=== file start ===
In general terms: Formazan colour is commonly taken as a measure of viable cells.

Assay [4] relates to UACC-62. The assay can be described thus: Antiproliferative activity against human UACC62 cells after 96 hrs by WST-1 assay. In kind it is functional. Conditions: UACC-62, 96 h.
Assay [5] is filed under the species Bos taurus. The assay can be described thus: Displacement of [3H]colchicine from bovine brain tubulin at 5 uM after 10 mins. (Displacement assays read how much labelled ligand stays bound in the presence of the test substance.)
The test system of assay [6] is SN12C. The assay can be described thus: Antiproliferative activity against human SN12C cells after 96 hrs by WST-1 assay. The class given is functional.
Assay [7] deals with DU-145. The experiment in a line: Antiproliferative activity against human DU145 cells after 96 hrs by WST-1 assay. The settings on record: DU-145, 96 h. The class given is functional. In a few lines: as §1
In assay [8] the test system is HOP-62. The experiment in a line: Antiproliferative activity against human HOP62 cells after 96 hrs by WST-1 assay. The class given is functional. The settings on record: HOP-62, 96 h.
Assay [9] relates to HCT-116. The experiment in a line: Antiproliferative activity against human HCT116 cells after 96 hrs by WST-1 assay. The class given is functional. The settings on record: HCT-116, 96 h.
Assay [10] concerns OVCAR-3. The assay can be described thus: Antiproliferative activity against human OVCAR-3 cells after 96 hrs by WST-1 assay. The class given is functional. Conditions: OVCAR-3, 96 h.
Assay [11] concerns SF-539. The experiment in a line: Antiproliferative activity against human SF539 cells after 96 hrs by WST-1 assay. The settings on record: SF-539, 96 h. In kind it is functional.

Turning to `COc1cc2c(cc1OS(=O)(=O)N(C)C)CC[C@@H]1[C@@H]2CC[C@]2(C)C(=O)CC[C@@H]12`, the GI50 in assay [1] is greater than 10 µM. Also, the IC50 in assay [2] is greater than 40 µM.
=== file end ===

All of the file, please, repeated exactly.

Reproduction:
In general terms: Formazan colour is commonly taken as a measure of viable cells.

Assay [4] relates to UACC-62. The assay can be described thus: Antiproliferative activity against human UACC62 cells after 96 hrs by WST-1 assay. In kind it is functional. Conditions: UACC-62, 96 h.
Assay [5] is filed under the species Bos taurus. The assay can be described thus: Displacement of [3H]colchicine from bovine brain tubulin at 5 uM after 10 mins. (Displacement assays read how much labelled ligand stays bound in the presence of the test substance.)
The test system of assay [6] is SN12C. The assay can be described thus: Antiproliferative activity against human SN12C cells after 96 hrs by WST-1 assay. The class given is functional.
Assay [7] deals with DU-145. The experiment in a line: Antiproliferative activity against human DU145 cells after 96 hrs by WST-1 assay. The settings on record: DU-145, 96 h. The class given is functional. In a few lines: as §1
In assay [8] the test system is HOP-62. The experiment in a line: Antiproliferative activity against human HOP62 cells after 96 hrs by WST-1 assay. The class given is functional. The settings on record: HOP-62, 96 h.
Assay [9] relates to HCT-116. The experiment in a line: Antiproliferative activity against human HCT116 cells after 96 hrs by WST-1 assay. The class given is functional. The settings on record: HCT-116, 96 h.
Assay [10] concerns OVCAR-3. The assay can be described thus: Antiproliferative activity against human OVCAR-3 cells after 96 hrs by WST-1 assay. The class given is functional. Conditions: OVCAR-3, 96 h.
Assay [11] concerns SF-539. The experiment in a line: Antiproliferative activity against human SF539 cells after 96 hrs by WST-1 assay. The settings on record: SF-539, 96 h. In kind it is functional.

Turning to `COc1cc2c(cc1OS(=O)(=O)N(C)C)CC[C@@H]1[C@@H]2CC[C@]2(C)C(=O)CC[C@@H]12`, the GI50 in assay [1] is greater than 10 µM. Also, the IC50 in assay [2] is greater than 40 µM.